If these "early adopters" are too stupid to understand that risk then they will probably not do the FSP or New Hampshire much good anyway. This conversation is becoming rather absurd.
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NJLiberty

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Re:The case for New Hampshire
« Reply #138 on: March 16, 2003, 10:55:31 am »

RobertH,

I am fully aware that I will be moving at my own risk, but it is a risk I am willing to take for myself and my family. I do not think the vote is a foregone conclusion, but I do believe that NH offers us the best chance for success. Towards that end I am working to try and help other people see that as well so that I can help NH win the vote.

For the record, I did not opt out of any states when I joined. I am prepared to join the fight wherever it may be. I do feel however that there are certain states that are more condusive to our needs and where we will be able to gather much more support than others.

If it was simply a case of going to one of the very least populated states we wouldn't be discussing anything right now except where we were moving in Wyoming, which by the way would be the easiest for me to move to since I have family there and could live there for free. I still don't support that state however and think it would be a very shortsighted choice for the FSP. Its only attractive feature is its low population, otherwise it isn't condusive to our purposes at all.

George
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Robert H.

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Re:The case for New Hampshire
« Reply #139 on: March 16, 2003, 11:02:06 am »

Or it's possible that just as various proponents of western states sincerely believe that the FSP can only succeed in the west, that the NH members sincerely believe the FSP can only succeed in NH.

Yes, there are some of those as well.  I've heard that a number of times in reference to Alaska specifically.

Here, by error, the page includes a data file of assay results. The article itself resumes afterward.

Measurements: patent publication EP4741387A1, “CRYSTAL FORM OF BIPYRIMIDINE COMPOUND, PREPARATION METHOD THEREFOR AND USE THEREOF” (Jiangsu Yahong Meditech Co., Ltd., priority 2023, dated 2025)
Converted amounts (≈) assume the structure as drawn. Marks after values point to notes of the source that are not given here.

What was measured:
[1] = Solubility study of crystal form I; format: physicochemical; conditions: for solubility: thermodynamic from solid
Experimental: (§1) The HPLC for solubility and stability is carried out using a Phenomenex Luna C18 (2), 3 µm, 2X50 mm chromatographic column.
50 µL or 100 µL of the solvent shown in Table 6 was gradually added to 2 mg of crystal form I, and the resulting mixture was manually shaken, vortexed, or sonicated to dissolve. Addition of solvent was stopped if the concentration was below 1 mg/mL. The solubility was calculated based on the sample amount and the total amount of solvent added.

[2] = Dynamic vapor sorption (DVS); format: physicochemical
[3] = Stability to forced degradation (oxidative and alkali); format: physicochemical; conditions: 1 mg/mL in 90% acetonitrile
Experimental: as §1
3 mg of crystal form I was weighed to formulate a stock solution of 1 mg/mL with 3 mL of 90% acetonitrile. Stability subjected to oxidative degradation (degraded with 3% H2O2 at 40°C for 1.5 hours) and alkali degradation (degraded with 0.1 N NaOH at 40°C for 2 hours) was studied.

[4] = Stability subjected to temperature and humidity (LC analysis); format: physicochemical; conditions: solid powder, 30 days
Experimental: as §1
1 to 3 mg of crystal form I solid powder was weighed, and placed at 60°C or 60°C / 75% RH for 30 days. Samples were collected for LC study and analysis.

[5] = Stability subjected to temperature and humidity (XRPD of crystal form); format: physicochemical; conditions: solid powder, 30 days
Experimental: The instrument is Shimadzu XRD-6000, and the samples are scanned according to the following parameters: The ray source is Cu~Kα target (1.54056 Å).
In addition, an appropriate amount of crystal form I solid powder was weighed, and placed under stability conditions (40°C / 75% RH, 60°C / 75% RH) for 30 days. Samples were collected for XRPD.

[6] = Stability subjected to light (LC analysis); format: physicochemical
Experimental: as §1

Robert H.

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Re:The case for New Hampshire
« Reply #140 on: March 16, 2003, 11:10:13 am »

I'm not saying you should be turning people away, George, I'm just saying that they ought to have some idea that they move at their own risk, especially if they go prior to the vote.  

If these "early adopters" are too stupid to understand that risk then they will probably not do the FSP or New Hampshire much good anyway. This conversation is becoming rather absurd.

George, (aka, libertarian40), look at some of the responses on these various threads (or the state discussion list) whenever the issue has come up and you'll notice that some seem to be completely unaware of it.  

I agree that the conversation is becoming absurd though.  None of us are getting anywhere, and I have no interest in getting involved in any bad feeling as a result.

George (aka, NJLiberty), if you feel that NH is the best for you and your family, then bravo - that's where you need to be.  I would never criticize anyone for that.

I don't believe that it's just a case of moving to the least populated state.  There are other issues involved as well, and states I would prefer to Wyoming based on criteria that really don't have anything to do with the state debate itself.